Trace element determinations of sediment and water from selected sites of the Blanchard River
Creators:Bowen, Richard D.
Advisor:Pettyjohn, Wayne A., 1933-
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Publisher:The Ohio State University
Series/Report no.:The Ohio State University. Department of Geology Senior Theses; 1972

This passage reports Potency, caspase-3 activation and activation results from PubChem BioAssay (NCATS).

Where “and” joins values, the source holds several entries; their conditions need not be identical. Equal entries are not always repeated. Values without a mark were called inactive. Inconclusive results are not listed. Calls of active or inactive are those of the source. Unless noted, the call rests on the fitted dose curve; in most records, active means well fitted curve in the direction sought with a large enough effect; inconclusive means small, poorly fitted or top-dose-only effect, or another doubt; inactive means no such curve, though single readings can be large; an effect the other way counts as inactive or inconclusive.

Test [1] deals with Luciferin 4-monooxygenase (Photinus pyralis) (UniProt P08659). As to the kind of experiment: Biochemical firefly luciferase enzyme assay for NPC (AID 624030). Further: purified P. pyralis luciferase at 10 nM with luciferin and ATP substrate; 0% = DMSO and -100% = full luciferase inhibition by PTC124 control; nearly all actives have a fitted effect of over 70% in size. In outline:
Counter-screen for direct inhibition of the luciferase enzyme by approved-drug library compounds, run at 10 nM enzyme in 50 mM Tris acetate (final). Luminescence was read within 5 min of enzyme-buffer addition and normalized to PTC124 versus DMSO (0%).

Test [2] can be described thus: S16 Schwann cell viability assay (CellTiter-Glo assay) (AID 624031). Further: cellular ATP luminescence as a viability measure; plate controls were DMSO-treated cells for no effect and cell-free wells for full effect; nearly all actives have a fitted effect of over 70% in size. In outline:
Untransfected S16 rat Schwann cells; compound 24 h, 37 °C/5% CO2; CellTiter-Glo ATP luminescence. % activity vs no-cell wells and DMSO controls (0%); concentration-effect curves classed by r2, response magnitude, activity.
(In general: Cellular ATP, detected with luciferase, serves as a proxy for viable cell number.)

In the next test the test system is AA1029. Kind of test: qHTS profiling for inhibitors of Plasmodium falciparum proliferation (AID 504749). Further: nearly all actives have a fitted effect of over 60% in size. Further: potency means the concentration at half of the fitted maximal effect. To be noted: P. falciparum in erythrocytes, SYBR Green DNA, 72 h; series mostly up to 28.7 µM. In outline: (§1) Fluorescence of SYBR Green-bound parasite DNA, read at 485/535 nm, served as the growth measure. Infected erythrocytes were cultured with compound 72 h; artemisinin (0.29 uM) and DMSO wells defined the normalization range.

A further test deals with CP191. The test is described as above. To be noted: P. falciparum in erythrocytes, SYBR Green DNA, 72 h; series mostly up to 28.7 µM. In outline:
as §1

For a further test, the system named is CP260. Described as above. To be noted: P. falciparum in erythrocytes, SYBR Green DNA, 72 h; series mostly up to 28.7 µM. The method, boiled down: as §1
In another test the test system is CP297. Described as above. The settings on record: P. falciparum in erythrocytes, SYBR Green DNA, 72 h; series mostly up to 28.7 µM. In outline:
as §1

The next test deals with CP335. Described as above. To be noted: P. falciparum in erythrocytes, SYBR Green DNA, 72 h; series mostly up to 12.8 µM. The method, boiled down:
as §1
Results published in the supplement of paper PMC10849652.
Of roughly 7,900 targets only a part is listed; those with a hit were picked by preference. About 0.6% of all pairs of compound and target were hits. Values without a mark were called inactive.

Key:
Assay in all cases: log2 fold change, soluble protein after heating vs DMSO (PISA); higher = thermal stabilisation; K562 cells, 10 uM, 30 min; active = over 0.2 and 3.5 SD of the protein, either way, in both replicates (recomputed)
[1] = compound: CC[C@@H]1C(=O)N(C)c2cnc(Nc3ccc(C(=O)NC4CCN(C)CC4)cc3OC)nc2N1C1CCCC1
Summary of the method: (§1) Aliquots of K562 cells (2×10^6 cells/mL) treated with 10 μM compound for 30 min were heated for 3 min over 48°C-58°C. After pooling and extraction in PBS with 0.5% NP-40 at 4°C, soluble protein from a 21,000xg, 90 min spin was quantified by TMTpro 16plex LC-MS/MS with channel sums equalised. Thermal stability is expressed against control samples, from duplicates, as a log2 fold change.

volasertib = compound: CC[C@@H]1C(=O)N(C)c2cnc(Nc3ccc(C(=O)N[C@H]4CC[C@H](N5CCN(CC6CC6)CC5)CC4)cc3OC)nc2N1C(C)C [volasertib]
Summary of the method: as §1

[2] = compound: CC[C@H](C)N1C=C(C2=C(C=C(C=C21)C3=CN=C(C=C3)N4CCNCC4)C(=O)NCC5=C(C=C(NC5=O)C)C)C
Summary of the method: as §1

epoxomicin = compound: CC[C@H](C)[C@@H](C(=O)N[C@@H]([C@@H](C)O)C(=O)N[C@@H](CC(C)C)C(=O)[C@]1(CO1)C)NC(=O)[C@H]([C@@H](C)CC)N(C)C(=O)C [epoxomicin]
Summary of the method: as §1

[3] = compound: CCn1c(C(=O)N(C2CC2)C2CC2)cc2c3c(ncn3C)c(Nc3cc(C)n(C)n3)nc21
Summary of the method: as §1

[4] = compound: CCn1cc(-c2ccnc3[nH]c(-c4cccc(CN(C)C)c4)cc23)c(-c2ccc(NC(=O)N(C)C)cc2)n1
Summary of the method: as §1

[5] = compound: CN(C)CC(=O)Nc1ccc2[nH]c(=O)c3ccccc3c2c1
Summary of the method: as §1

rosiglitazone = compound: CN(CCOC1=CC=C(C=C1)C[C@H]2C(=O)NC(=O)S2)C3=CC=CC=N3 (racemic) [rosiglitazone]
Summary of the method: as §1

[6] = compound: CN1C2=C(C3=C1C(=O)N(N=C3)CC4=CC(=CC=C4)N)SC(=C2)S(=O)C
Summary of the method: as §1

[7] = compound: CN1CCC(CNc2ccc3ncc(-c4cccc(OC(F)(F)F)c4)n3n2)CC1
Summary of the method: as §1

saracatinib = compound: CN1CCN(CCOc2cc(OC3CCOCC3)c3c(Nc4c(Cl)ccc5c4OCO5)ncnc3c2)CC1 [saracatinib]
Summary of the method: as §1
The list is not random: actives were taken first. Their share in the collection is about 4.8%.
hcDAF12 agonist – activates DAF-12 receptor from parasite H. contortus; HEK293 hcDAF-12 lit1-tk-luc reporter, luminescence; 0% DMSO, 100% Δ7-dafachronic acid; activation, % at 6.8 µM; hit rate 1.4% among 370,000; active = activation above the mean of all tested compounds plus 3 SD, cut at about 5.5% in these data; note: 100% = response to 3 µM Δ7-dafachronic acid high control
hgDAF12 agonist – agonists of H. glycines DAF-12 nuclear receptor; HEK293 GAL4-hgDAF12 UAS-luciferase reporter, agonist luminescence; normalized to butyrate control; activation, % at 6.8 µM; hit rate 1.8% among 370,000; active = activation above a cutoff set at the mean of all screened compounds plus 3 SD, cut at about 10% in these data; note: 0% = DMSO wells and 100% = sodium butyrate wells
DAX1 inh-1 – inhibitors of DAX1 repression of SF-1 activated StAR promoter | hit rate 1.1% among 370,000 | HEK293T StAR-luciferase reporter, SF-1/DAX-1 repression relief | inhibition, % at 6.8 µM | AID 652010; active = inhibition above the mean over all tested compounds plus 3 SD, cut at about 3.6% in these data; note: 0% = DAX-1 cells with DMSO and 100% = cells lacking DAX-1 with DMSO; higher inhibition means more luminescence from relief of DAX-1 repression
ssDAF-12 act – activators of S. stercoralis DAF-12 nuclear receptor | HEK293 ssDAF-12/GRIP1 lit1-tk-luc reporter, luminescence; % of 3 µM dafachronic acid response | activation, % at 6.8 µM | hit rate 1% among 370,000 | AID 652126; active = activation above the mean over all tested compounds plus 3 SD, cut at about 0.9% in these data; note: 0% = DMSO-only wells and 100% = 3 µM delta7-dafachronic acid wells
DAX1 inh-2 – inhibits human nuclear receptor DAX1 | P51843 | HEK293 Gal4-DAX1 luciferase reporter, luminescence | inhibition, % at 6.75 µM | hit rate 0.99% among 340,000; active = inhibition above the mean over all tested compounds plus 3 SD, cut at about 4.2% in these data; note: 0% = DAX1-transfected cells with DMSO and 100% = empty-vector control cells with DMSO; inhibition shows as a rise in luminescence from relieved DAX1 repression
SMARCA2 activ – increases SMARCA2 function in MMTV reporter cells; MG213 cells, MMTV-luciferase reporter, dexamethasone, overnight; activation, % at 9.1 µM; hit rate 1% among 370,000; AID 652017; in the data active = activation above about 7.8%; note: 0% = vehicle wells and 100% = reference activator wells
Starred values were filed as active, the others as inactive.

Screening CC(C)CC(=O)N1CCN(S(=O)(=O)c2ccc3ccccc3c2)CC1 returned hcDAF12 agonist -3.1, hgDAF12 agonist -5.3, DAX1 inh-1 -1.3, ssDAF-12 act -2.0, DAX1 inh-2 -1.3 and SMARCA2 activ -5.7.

The results of the water samples collected from the Blanchard River revealed a raw water supply that has concentrations far below the standards set by the USPHS for finished water sources. The sediments from the Blanchard River Showed significant quantities of trace elements, particularly mercury and zinc. The highest concentrations of mercury were found in areas where intensive spraying had taken place. Lead seemed to accumulate in areas adjacent to heavily travelled roads. Geological contamination was also suspected as a prime contributor of copper, zinc, and lead. Although no definite answers were reached by this investigation, the results conspicuously pointed out the extremely varied and complicated behavior patterns of trace elements in the environment. The accumulation of the trace elements in the river sediments although not posing a health hazard at the present time, could possibly be released into the water through some change in the Blanchard River's many chemical equilibrium systems involving plants, organisms, dissolved oxygen, sunlight, pH, and hardness. The essence of studies such as this is to give health authorities essential information in establishing realistic limits of trace elements in our drinking water.